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If you’re like us, you’ve likely been bombarded with a never-ending barrage of the “latest and greatest” earbuds, headphones, and other such devices vying for your attention since the dawn of the iPod (who are we kidding, since the dawn of the Walkman for us old farts). Now that we’re firmly entrenched in the tablet/smartphone/brain-chip-implant era, Bluetooth is the standard of the day. So, it’s not that we weren’t excited to try out the new PaMu Scroll earbuds, it’s just that we’ve never really been impressed with Bluetooth-based earbuds in the past. That’s all changed.
For starters, the folks behind the new Scroll earbuds are working with the latest Bluetooth 5.0 standard, which virtually eliminates our biggest (and most annoying) gripe with Bluetooth enabled devices in general: audio dropout. It’s typically so bad that we’ve basically avoided wireless pairing for personal audio here in the office, preferring to stick with tried-and-true wired connections for just about everything besides pro audio gear like BT-enabled mixers and PA speakers that have worked solidly in our tests. Bluetooth headphones have just been super hit-or-miss for us.
The difference here is that even after 20+ hours of testing, we didn’t experience ONE single audio dropout from either our smartphones, Bluetooth-enabled Smart TVs or tablets. Now that’s a change that’s got our attention.
So great, no audio dropouts, but do these tiny little buds sound any good? The short answer is yes. Surprisingly good, in fact, considering you can snag these from their crowdfunding page for a ludicrously low $79. We had to check the page a few times to make sure that was right. Bluetooth, at least for us, has been notoriously crummy when it came to bass, but these featured tight, decent bass reproduction in a comfortable, lightweight form factor that fit our ears perfectly on the first try. Are they as good as, say, our go-to Audio-Technica ATH-M50x headphones or other similar studio monitors? No, but then again, I don’t think they’re meant to compete in that space. So just keep that in mind. This is consumer gear, not studio-grade kit.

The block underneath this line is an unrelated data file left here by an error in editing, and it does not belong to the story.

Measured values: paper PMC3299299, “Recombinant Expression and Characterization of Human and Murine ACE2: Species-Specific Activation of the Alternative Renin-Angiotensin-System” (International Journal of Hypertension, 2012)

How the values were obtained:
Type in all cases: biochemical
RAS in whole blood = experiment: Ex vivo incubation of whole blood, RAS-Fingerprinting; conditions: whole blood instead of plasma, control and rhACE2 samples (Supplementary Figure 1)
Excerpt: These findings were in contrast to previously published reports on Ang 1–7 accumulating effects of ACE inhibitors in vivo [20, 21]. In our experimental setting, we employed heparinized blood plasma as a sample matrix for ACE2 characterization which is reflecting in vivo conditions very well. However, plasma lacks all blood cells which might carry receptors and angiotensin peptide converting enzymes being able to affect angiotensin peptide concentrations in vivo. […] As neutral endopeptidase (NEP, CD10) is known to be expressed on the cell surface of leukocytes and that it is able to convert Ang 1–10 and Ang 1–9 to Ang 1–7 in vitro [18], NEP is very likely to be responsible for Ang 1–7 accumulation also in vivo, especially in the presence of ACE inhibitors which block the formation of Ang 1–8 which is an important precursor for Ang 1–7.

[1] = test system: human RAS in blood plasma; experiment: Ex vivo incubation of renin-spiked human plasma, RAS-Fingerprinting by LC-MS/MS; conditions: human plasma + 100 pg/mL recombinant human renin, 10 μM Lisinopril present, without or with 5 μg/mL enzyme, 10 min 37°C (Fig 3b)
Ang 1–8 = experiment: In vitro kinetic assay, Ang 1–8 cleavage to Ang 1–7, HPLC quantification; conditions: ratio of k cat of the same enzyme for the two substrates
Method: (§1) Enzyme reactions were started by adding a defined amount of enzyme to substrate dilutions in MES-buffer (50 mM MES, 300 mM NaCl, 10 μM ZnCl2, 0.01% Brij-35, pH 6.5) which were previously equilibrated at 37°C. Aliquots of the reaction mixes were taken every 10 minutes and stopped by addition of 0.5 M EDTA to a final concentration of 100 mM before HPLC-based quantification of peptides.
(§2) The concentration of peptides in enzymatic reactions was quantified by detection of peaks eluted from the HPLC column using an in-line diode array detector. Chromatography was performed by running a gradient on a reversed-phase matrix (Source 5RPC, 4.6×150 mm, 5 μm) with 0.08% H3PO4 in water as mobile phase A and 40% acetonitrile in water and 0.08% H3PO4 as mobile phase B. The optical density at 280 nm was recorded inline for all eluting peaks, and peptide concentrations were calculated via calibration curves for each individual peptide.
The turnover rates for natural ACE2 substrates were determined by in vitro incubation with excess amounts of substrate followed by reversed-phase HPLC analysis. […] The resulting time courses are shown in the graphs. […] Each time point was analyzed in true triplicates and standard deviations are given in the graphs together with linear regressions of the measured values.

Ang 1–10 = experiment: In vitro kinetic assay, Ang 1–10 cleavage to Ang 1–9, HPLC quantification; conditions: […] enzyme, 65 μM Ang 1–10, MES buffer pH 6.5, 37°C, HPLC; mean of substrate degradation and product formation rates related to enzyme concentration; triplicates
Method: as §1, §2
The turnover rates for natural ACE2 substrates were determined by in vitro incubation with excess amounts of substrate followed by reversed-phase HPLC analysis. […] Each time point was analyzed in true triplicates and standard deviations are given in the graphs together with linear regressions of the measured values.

After an initial reluctance to test yet another pair of earbuds, we were now very intrigued. Great signal strength, great fit and feel, pretty decent sound for the price, and a cool carrying case that doubles as a wireless charge station. The only real bummer was battery life. We tested these (mostly) on full charges but decided to see how far they’d take us on a train ride from Boston to New York City for the recent AES Convention. Well, they fought a mighty battle, but ultimately lost their charge about 3 hours and 15 minutes into the trip. Now, that’s not a terrible figure, but of course for long flights and other travel situations, it’s often difficult to find a charging port mid-trip. So, we’d love to see improved battery life in future iterations of the Scroll.
Having the ability to hear incoming phone calls in both ears was nice, as were the touch-sensitive controls; tapping the buds felt responsive and satisfying. Nothing beats a good “click” for your inner tactile-geek.
All that said, the battery life issue is really a minor quibble, especially if you’re simply looking to pop these in for everyday use (gym, morning commute, study breaks, etc.). All in all, considering all the checks in the positive column, it’s hard not to recommend these affordable earbuds for most average consumer situations.
lightweight, great sound, comfortable, no BT drop-outs, wireless charging and nice touch-sensitive controls.
battery life could be better.